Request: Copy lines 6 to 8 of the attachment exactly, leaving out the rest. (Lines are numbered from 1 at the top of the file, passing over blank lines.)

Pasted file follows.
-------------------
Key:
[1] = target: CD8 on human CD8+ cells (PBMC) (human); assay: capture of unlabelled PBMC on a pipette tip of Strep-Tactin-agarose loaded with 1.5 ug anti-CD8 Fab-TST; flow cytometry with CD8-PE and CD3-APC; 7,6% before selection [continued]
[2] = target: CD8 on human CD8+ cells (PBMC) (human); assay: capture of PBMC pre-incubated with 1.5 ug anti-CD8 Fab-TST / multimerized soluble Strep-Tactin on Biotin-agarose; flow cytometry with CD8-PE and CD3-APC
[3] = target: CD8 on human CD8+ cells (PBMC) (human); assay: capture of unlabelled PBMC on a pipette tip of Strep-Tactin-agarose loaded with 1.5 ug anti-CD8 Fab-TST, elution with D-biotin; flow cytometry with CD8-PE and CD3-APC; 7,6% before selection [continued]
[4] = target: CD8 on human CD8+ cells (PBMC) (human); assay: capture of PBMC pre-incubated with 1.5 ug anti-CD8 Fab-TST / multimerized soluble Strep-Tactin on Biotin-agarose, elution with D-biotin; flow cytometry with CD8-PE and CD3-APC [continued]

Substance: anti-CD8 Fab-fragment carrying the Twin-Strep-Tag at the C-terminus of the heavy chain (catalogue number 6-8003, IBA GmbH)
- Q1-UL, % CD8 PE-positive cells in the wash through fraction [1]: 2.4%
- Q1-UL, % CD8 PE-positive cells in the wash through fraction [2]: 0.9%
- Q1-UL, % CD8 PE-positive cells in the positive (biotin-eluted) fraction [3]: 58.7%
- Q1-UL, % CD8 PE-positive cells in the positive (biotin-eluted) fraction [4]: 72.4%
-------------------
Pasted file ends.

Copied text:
Substance: anti-CD8 Fab-fragment carrying the Twin-Strep-Tag at the C-terminus of the heavy chain (catalogue number 6-8003, IBA GmbH)
- Q1-UL, % CD8 PE-positive cells in the wash through fraction [1]: 2.4%
- Q1-UL, % CD8 PE-positive cells in the wash through fraction [2]: 0.9%